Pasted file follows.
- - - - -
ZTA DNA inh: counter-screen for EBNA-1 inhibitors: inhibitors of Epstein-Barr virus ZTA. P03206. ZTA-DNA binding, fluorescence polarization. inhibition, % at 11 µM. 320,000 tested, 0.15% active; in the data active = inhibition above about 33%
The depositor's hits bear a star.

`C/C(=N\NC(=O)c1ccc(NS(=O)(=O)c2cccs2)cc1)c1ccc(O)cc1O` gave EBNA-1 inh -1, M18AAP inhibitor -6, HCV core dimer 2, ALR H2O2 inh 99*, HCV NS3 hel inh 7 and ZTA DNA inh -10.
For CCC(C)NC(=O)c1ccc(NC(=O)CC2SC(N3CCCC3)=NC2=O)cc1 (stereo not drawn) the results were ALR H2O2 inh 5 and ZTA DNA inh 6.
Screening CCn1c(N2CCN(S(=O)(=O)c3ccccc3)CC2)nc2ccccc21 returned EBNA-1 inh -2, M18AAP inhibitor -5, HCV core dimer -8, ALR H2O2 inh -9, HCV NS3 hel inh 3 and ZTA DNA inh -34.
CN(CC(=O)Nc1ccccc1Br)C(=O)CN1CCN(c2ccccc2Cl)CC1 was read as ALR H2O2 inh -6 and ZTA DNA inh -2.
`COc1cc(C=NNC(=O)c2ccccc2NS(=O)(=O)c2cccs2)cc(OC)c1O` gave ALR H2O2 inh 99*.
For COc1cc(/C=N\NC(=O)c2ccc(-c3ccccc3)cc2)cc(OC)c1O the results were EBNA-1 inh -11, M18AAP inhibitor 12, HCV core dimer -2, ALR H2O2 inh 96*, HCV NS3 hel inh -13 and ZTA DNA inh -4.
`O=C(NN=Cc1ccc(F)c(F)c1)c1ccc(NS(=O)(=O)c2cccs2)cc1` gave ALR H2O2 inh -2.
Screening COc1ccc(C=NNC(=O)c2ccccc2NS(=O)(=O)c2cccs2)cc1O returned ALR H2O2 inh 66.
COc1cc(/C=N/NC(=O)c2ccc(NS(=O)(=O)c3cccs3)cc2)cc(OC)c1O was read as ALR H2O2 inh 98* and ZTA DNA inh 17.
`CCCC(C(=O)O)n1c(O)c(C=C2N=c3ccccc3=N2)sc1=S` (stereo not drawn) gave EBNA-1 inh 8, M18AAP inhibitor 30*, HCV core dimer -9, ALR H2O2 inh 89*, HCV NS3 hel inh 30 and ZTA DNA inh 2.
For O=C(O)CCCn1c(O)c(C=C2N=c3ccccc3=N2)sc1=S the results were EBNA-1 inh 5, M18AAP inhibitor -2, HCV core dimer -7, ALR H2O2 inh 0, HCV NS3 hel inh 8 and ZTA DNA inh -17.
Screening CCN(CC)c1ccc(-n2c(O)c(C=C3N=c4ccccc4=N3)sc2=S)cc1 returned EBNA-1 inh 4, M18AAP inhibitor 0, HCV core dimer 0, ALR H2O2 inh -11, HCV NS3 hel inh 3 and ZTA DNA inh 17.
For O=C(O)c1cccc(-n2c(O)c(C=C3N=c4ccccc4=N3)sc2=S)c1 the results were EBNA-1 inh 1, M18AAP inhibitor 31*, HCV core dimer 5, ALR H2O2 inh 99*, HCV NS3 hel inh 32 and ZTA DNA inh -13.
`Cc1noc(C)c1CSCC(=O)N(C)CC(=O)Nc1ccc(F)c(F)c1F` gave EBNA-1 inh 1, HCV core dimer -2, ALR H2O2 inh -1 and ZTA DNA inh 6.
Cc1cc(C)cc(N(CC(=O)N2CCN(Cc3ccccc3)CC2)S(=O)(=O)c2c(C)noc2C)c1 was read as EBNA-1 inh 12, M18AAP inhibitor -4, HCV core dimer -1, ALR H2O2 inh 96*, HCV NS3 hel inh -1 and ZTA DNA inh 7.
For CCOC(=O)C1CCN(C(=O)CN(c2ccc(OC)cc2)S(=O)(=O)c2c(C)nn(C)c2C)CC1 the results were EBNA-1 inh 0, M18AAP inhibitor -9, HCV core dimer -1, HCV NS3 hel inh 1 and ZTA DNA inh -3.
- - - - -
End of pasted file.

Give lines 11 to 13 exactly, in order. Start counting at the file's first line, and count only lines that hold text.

COc1cc(/C=N/NC(=O)c2ccc(NS(=O)(=O)c3cccs3)cc2)cc(OC)c1O was read as ALR H2O2 inh 98* and ZTA DNA inh 17.
`CCCC(C(=O)O)n1c(O)c(C=C2N=c3ccccc3=N2)sc1=S` (stereo not drawn) gave EBNA-1 inh 8, M18AAP inhibitor 30*, HCV core dimer -9, ALR H2O2 inh 89*, HCV NS3 hel inh 30 and ZTA DNA inh 2.
For O=C(O)CCCn1c(O)c(C=C2N=c3ccccc3=N2)sc1=S the results were EBNA-1 inh 5, M18AAP inhibitor -2, HCV core dimer -7, ALR H2O2 inh 0, HCV NS3 hel inh 8 and ZTA DNA inh -17.